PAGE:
The largest noteworthy variant from the non-diagetic pattern in the golden era of Disney theme design of 1963 – 1982 is, to my mind, the Magic Kingdom Adventureland of 1971. Marc Davis’ influence looms large in this area, perhaps explaining the approach. The area was not originally graced with the tropical drumbeats it currently offers, but a central plaza where the key sounds in 1971 would’ve been the Tropical Serenade’s Wally Boag toucan, the tapestry of jungle sounds emanating from the Jungle Cruise, Marc Davis’ drumming tiki figures, and the Swisskapolka raining down from on high from the Treehouse.

The last piece of music which was probably in place on or around opening day in 1971 has recently come into the public sphere online, which is a piece of music once played in the Adventureland Veranda at the land entrance. It does consist of non-diagetic, canned “exotic” music, but throughout the piece of music is a curious, mild clinkling between songs, like wind chimes. Chances are, this sound is intended to tie into an element in that old Magic Kingdom eatery: a number of wind chimes hanging in the show scene balconies along the inside of the restaurant made of shells. With the tinkling chimes on the breeze, filling the space with “room tone”, the non-diagetic music swells out of it, like a dream.

Speaking of Adventurelands, an interesting effort towards creating a land dismissed of any non-diagetic music is the 1994 Adventureland at Disneyland, where many unique radio “loops” were recorded to fill the streets with radios and CB radios broadcasting all manner of period music, news updates and casual banter. The addition of the Tarzan overlay to the Swiss Family Treehouse as of curse compromised this aesthetic as where once a fairly motivated organ piece played, now there is, well, Phil Collins.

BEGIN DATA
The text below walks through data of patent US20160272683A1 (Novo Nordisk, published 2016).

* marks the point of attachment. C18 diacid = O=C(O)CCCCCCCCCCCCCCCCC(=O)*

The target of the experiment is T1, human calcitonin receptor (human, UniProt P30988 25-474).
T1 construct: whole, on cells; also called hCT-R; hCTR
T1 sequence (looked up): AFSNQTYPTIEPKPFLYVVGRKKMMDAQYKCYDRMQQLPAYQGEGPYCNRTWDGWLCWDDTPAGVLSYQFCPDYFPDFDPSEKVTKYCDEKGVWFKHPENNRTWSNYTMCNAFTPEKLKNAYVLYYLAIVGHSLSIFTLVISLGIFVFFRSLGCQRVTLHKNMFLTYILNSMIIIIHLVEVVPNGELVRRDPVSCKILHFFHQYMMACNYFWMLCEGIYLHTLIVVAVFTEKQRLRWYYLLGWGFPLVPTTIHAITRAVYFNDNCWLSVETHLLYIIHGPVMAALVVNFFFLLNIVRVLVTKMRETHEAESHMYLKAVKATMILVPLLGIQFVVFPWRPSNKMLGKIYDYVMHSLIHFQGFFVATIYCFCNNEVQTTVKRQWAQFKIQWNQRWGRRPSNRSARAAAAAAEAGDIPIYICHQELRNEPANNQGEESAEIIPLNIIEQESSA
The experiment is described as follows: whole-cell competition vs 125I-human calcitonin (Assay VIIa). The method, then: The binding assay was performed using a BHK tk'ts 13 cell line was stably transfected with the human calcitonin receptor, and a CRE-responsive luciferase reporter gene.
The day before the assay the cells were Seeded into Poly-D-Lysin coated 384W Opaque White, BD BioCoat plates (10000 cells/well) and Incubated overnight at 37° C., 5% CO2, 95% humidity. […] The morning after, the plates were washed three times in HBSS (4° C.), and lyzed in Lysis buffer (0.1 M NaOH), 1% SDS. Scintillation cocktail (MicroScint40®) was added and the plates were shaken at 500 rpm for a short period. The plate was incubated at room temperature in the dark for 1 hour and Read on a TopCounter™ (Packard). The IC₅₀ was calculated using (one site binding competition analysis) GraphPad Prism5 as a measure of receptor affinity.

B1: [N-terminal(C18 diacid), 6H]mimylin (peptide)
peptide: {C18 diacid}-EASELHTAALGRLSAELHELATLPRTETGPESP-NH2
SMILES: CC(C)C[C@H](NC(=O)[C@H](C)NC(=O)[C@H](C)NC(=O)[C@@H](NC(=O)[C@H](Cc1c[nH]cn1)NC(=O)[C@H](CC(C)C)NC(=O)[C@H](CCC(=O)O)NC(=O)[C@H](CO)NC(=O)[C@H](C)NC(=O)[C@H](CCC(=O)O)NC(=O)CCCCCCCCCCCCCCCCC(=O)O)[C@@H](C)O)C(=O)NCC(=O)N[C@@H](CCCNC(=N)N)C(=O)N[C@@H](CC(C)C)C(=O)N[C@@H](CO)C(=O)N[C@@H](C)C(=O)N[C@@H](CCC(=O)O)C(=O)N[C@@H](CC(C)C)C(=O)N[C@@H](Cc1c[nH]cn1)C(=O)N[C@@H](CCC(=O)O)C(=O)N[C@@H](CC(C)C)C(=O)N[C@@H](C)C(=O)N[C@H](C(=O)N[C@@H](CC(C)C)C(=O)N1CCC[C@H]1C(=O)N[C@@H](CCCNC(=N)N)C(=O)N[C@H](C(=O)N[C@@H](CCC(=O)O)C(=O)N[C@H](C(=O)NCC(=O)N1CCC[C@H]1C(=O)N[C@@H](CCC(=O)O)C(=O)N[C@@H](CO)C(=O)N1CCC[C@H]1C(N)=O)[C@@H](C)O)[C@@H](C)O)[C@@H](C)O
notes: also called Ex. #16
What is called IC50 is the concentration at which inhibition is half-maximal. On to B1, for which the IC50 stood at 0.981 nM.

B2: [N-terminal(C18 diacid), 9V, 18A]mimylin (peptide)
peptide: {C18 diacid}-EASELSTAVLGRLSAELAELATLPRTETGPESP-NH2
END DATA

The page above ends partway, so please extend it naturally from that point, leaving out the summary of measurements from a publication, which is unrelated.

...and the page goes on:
There are many other examples on both counts, including some which are probably debatable and open to interpretation, like that radio at the start of Eyes Wide Shut – Disney can only in the end guide and coax our experience of their parks and there thus can never truly be that single authorial hand which is the foundation of the argument for film as a potential art. And yet if we do try to view the themed space as a kind of an extension of filmic “space”, oughtn’t we also see the non-diagetic music which informs so much of our experience in the Magic Kingdoms and other places as an essential failure of design? The music which constantly informs also constantly leads, suggests, curtails possible alternate readings. The theme spaces can certainly stand on their own, so should there not be a concerted effort to move beyond the blaring non-diagetic music and craft a more sophisticated palette of sounds and music, to move farther from the institutionalized Hollywood soundtrack and into potentially ever more rewarding design scheme?